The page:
The Instinct does come pre-loaded with twelve highly-customizable watch faces plus the standard widget repertoire found on a Vivoactive 3, e.g., ABC (altimeter/barometer/compass), Calendar, Alt. time zone, heart rate, weather, My day, last sport, sunrise/sunset etc. And as with a Vivoactive 3 or Fenix 5 you can customize your widget loop, i.e., the order in which they appear (or not). So, in reality you will not be stuck with one fixed watch face and no widgets.

The issue here is the inability to avail oneself to third-party watch faces and widgets. To be fair to Garmin, many of the watch faces, widgets and APPs currently available on Connect IQ might not have worked on the Instinct given its unique dual-dial display. This makes sense. That said, one should not expect that Garmin might activate IQ support at a later date, with a new version of firmware. If you are considering getting an Instinct it is best to assume that this watch is meant to operate outside of IQ.

The Instinct, however, has unstinted support on both Garmin Connect and Garmin Explore. So, it is a smartwatch on par with the Vivoactive 3, and, furthermore, you do have the ability to create and download your desired trails to the watch. So, it is definitely a connected, smartwatch. Do not lose sight of that.


If You Need A Tactical Watch

It is an open secret that with the Instinct Garmin is trying to muscle into the Casio ‘G-Shock’ watch market. The dual-dial watch face, akin to that pioneered by Casio on their original ‘G’-watches of the 1980s, was a telling clue.

Casio still markets an impressive array of daunting-looking G-Shock watches – but they, even at the $750 high-end, lack fitness/sleep, sport and smart features. So, with an Instinct you get a toned-down ‘G-shock’ with semi-high-end Garmin functionality. That is basically the deal: a Casio G-Shock with quite a bit of Fenix 5 capability. That is quite the combination. Quite the hybrid.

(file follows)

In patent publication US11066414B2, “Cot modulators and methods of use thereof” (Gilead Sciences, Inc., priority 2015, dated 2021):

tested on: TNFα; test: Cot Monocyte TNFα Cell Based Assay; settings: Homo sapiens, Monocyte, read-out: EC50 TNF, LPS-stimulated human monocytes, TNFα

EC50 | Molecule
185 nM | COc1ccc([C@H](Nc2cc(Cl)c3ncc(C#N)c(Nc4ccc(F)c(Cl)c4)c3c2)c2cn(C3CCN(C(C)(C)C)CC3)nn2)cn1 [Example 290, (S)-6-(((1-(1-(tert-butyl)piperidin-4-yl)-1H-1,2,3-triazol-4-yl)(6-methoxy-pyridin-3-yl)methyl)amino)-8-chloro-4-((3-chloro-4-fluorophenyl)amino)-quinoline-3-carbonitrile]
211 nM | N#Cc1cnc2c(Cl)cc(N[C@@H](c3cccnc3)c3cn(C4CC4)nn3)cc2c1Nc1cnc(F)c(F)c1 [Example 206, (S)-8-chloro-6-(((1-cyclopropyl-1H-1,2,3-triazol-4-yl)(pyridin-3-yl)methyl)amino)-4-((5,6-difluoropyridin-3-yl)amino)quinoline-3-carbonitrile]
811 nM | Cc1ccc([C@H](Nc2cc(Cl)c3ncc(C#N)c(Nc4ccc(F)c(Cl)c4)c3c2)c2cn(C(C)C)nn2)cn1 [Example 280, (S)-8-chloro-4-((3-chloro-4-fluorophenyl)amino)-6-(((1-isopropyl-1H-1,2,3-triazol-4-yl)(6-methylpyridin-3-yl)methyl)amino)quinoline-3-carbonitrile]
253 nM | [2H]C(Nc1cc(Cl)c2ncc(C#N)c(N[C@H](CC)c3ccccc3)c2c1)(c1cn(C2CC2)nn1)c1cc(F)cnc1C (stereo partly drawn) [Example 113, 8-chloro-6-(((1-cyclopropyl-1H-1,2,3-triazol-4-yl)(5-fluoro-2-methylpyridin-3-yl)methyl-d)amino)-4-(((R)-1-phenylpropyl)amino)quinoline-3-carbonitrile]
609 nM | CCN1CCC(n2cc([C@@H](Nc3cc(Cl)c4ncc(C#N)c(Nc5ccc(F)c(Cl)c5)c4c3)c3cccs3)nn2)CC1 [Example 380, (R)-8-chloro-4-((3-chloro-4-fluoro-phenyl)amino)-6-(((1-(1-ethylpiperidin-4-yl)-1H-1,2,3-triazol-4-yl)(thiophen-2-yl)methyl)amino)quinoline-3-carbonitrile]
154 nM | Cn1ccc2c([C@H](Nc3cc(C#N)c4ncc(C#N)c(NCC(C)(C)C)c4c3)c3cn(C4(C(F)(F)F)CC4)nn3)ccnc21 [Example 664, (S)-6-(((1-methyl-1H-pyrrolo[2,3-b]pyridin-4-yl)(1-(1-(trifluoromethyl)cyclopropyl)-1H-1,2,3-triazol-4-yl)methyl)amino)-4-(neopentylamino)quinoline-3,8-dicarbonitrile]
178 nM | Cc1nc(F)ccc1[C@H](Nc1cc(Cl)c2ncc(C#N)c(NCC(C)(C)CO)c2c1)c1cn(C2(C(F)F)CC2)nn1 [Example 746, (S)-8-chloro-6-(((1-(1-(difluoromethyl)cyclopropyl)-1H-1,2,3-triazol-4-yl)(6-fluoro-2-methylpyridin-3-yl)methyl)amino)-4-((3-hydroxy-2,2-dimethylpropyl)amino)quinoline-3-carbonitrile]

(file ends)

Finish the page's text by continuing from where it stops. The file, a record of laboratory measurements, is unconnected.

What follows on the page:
Garmin has a short promotional video for the Instinct (above). It features a motorbike-riding fireman who gallantly fights an active forest fire. It shows him clearing away smoldering trees, oblivious to the heat and smoke, using an ax and chainsaw — woodchips flying everywhere, and coating his sweaty wrists. The camera lingers on the Instinct as he bears down on the burning logs with the trusty chainsaw. This to illustrate that the Instinct can cope with vibration, heat, smoke and shock with undue equanimity. If you can relate to such a scenario (and there is also a female firefighter in the video), then the Instinct is the watch for you. As I said in the title: ‘if adrenalin figures in your lifestyle’.

Given its target market, and competitive price-point, some of the ‘major cons’ listed above become irrelevant! This is meant to be a rugged, practical work watch – not a dress watch for the boardroom or a ballroom. That also explains the omission of golf. Once you appreciate that, everything about the Instinct makes perfect sense.


The Bottom Line

Think of the Instinct as an affordable, ruggedized (MIL-STD-810) semi-Fenix 5. The navigational and sport capabilities of a Fenix 5, in a toughened, distinctive case at a price point similar to that of a Vivoactive 3. The Impact is indubitably feature-rich, and the lack of Connect IQ support is by no means a showstopper.

The key words that distinguish the Impact are: durability, navigation, 10 ATM, heart rate, sleep, fitness, distinctiveness, notifications and price. Mull those over as a part of your decision-making process. It is a capable, compelling Garmin watch at a competitive price – a Casio G-Shock with trademark Garmin features.

When it comes to Garmin wearables we are, of late, blessed with choice. There appears to be a compelling Garmin for every price point, every stylistic choice and every need. In this context, the Instinct is the affordable, ruggedized tactical watch that will always try to get you home despite the physical and atmospheric abuse it has undergone. A $300 Garmin for the Indiana Jones and his lady sidekick.


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by Anura Guruge